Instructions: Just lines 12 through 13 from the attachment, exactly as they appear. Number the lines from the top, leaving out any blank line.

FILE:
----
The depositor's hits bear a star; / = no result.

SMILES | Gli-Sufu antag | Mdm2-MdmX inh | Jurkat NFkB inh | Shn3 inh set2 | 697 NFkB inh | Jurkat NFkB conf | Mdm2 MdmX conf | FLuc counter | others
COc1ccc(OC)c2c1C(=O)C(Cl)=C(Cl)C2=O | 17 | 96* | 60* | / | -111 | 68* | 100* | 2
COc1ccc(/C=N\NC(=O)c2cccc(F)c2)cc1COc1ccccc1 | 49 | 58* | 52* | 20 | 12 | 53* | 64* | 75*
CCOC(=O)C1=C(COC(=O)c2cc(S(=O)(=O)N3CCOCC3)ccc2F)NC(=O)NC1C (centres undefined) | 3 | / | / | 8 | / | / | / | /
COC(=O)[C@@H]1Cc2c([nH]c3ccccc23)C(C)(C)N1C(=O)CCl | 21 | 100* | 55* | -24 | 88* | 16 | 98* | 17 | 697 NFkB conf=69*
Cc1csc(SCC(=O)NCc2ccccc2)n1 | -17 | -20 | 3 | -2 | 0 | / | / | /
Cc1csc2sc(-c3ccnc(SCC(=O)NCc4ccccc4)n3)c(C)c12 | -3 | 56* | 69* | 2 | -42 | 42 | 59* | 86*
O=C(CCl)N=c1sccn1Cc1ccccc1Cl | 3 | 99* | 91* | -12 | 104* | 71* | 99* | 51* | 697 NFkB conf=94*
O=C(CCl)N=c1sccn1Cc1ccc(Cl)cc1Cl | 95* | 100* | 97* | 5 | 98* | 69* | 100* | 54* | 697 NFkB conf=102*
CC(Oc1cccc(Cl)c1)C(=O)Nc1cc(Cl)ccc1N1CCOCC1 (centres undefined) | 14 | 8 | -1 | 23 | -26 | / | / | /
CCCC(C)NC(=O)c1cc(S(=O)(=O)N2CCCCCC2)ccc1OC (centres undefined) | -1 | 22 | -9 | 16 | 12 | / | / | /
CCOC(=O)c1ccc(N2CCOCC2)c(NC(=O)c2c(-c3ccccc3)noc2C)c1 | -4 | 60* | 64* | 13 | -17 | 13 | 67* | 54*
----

CCCC(C)NC(=O)c1cc(S(=O)(=O)N2CCCCCC2)ccc1OC (centres undefined) | -1 | 22 | -9 | 16 | 12 | / | / | /
CCOC(=O)c1ccc(N2CCOCC2)c(NC(=O)c2c(-c3ccccc3)noc2C)c1 | -4 | 60* | 64* | 13 | -17 | 13 | 67* | 54*